Before moving in with me, William, our tuxedo cat, was an outdoor/indoor cat that spent a lot of time outside.
My boyfriend lived with a roommate in a home with a moderately sized yard and would supervise William as he stalked squirrels and rolled in the grass. Before that, he lived with his parents on their large plot of land where William could roam free for hours.
Needless to say, William was a bit shocked to be moved to an apartment in the city with two other cat friends where he was no longer allowed to leave.
We currently live in a neighborhood that sits right next to a major highway–I can watch the cars zoom past from my bedroom window–and I worry too much about his safety to let him outside anymore.
Keeping Your Indoor Cat Happy
I have always lived in the city, so my two cats have known nothing but indoors. With limited space and no place to fulfill their natural instincts, indoor cats can get bored.
Over the years, I’ve learned a few methods for keeping their inner hunters satiated and their wild minds entertained.
Maximize Your Indoor Cat’s Living Space
As someone who has lived in apartments and rental properties for the majority of her life, I’m no stranger to making the best out of small spaces. Even if you have a lot of space to work with, your cat can get bored with floor space quickly.
The key is to make use of vertical space with furniture and shelving. Most cats love to climb, and they feel most comfortable in areas above the ground.
Place cat trees around the house and, if possible, install shelving along the walls that provide a walkway for your cat to get around without needing to be on the ground. The more interactive elements in your house for your cat to climb on or hide inside, the better.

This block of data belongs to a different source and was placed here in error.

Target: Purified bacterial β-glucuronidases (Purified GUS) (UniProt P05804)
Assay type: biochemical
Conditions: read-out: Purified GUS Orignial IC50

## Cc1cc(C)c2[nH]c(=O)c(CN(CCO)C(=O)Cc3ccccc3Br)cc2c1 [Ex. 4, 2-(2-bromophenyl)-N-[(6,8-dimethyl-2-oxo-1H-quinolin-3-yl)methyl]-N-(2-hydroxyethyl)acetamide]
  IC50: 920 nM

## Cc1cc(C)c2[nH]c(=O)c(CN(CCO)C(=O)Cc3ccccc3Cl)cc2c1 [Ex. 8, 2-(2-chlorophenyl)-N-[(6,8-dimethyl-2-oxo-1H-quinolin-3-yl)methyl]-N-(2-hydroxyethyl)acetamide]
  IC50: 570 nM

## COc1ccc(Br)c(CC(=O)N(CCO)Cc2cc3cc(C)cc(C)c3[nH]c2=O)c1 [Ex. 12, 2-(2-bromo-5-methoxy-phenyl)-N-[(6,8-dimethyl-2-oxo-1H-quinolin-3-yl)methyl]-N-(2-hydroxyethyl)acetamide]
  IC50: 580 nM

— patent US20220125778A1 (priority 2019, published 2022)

Keep Windows Accessible
Cats need challenge and brain stimulation throughout the day to ease their unrest and boredom. One way they can get their fix of visual enrichment is by perching at a window. Placing cat towers or furniture near the windows gives your kitty the chance to watch birds, squirrels, and other small prey, stimulating the hunter in their brain.
In my experience, your cat can spend hours a day just watching the neighborhood kids playing outside.
Stimulate Your Cat’s Hunter Brain
Like I said before, your cat needs challenge to feel satisfied. One of the biggest culprits for kitty boredom is mealtime.
In the wild, there would not be a bowl of kibble waiting for Fluffy at the same time every day. He would need to hunt and work hard to get his meal. While I’m not suggesting you let your cat fend for himself, there are ways to make meal time feel like a hunt.
Puzzle feeders and slow feeders make your cat work for their food, making them feel more fulfilled in the end. You can also hide some of your cat’s food around the house, and guide them through play to simulate stalking and hunting.
Interactive Exercise and Playtime for Your Indoor Cat
Another way to simulate hunting is through play time. Using toys like cat wands and laser pointers to mimic the movements of prey let’s your cat fully engage in their hunting behaviors. Doing this at least 10 or 15 minutes every day will release some pent up energy and have them taking a cat nap in no time.
Cat guru Jackson Galaxy recommends the “boil and simmer” method. Play with your cat in short bursts of time. Build them up with slow movements that simulate stalking and then give them a cool down period. Doing this repeatedly will tire them out.
The important thing is to find the toys and style of play that your cat enjoys most and to keep repeating those movements.
Consider Leash Training Your Cat
If your cat is absolutely insistent on wanting to be outside, or if you have a yard and think this would be something your cat would enjoy, there is the option of walking your cat on a leash. This, however, requires some training.
We have tried to use a leash with William a few times, but haven’t had any luck yet. Every time the sneaky cat crawls his way out of the harness.
Many people have had success with leash walking. If you’re interested, here is a nice tutorial for training. If you do try leash training, Micro-chip your cat and get them some sort of ID tag or collar.
Even Your Indoor Cat Should Be Spayed or Neutered
Pets that are not spayed or neutered still experience the hormonal desires to escape and mate. This could be a main contributing factor to your cat’s unhappiness inside.
Do you have indoor cats? What do you do to keep them happy and entertained?